Nicole’s Note:
“One important note is that sometimes lack of sleep is directly related to your toddler’s behavior. With my son, I ALWAYS saw a rise in tantrums and defiance when he didn’t get enough sleep the night before. Sleep can’t cure all toddler behavior, but lack of sleep can definitely make your days more tantrum-prone (and exhausting)!”

How To Tell if Your Toddler’s Bedtime Behavior is Typical or Not

If you’re trying to determine whether your toddler’s behavior falls in the “Typical” or “Not-So-Typical” category, ask yourself these questions:

  • Is my toddler getting the sleep he needs? If the answer is yes, then you can consider any bedtime tantrums or disobedience to be ordinary toddler behavior. Yes, it may be driving you up a wall, but it’s likely nothing to be overly concerned about. If the answer is no, however, then don’t ignore the problem. You’ll need to take steps to help your toddler overcome his sleep issues and start getting the naps and nighttime sleep he needs.
  • Is this a phase? If your toddler normally sleeps well, but has had a few days/weeks of sleeplessness, then you can probably chalk it up to being a phase (especially if you’re in the 18 or 24 month window; if that’s the case, you’re probably smack in the middle of a sleep regression.) However, if your toddler’s sleeplessness is a regular affair around your house, and has been a long-term problem, it’s not a phase. Rather, it’s a problem that needs to be corrected through planning and sleep training.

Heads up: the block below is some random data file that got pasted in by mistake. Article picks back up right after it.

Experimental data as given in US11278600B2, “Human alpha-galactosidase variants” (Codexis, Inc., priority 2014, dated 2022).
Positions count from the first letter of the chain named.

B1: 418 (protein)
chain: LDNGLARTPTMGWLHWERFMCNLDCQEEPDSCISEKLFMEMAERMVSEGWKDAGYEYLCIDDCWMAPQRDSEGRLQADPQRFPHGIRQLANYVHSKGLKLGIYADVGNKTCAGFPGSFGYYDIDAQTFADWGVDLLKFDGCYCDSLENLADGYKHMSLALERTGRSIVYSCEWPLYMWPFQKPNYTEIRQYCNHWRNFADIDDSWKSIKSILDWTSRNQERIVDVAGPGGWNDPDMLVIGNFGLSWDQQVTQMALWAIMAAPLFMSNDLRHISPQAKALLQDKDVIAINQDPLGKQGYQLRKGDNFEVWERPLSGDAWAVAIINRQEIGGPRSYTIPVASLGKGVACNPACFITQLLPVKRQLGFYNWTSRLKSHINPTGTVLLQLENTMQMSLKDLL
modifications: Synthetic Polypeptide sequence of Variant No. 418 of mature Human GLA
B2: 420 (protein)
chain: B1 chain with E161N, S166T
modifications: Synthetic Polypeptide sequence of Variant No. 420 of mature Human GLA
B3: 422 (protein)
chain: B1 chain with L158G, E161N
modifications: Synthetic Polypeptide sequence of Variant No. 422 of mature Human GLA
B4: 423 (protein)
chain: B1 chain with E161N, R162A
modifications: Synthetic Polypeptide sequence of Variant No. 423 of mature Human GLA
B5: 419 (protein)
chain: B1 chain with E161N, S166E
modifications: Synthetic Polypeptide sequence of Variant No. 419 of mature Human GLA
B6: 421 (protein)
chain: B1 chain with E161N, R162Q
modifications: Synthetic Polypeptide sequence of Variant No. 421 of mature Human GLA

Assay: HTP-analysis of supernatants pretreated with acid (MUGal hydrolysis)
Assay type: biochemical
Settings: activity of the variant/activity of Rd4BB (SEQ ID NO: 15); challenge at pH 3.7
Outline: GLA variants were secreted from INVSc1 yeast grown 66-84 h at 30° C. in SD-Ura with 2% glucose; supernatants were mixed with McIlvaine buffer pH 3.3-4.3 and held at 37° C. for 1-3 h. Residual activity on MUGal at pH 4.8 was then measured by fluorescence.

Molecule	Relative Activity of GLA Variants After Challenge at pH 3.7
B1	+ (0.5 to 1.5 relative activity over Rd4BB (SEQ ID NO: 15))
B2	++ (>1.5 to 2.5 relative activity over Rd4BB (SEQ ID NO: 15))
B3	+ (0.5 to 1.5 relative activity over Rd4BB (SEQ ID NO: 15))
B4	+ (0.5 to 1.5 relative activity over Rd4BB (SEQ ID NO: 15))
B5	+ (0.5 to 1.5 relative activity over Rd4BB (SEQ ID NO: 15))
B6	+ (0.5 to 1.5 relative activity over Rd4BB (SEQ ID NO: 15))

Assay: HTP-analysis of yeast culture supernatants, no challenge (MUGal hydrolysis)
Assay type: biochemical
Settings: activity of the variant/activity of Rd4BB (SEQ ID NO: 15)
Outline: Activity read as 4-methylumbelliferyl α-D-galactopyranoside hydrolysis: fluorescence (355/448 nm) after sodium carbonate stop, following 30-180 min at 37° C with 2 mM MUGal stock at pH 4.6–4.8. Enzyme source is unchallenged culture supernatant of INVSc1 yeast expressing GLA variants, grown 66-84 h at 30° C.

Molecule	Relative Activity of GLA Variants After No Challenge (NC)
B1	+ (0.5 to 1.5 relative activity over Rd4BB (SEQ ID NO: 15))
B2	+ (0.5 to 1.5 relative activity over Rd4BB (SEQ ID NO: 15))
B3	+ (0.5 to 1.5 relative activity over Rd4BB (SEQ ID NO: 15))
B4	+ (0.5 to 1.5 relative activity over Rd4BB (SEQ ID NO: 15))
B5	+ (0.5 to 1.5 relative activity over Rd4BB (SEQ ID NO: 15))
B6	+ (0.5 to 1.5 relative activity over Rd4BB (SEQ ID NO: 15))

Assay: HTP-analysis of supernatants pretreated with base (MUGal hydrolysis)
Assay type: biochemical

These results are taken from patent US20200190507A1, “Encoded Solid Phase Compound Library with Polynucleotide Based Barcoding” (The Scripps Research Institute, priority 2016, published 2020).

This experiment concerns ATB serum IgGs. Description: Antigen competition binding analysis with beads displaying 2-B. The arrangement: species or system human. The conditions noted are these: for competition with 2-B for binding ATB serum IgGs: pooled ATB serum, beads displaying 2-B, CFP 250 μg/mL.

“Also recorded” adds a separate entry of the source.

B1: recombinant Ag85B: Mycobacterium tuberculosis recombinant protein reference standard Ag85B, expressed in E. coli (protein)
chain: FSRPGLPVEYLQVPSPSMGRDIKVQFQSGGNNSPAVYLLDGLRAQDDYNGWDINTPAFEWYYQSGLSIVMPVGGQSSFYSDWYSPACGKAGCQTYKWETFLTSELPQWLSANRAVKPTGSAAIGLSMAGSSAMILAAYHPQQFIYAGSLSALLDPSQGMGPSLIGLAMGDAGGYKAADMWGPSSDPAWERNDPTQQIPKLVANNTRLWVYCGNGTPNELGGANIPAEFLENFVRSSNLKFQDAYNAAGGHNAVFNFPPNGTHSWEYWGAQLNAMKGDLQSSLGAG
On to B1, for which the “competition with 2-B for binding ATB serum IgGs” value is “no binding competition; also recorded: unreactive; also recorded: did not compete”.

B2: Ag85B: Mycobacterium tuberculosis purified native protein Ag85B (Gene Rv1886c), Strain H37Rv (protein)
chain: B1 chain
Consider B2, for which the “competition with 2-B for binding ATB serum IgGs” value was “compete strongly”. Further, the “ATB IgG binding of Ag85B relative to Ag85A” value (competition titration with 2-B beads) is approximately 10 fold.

• Are my parental instincts telling me something else is going on? Moms and Dads, hear this: your instincts are powerful things. If you have a feeling that there’s something serious underlying your toddler’s sleep problems, or that there may be a medical issue involved, don’t ignore it. Remember, you know your toddler better than anyone else, so if you have concerns, act on them.

Nicole’s Note:
“What’s funny is that my younger son was sooo laid back, especially compared to my first (who inspired The Baby Sleep Site). But, one day, I had to ask myself ‘What happened to my laid back son??’ A boy who once happily went upstairs when I said ‘nap time’ started to say ‘Noooo!’ It turned out it wasn’t a phase. He simply became more aware that it was more fun to play. His toughest years were actually 3 to 4 1/2 years old whereas his brother’s was 2 1/2 to 4 (and I was sooo happy I was already pregnant with his brother lest he surely would have been an only child!). ‘Terrible Twos’ is a misnomer.”

If your toddler’s behavior falls in the “Typical” category, then don’t spend too much time worrying about it. Instead, practice good discipline. Set firm nap time and bedtime boundaries for your toddler, and then enforce them. Work to establish a good routines; these can help create a sense of predictability around nap time and bedtime, and may eliminate some battles.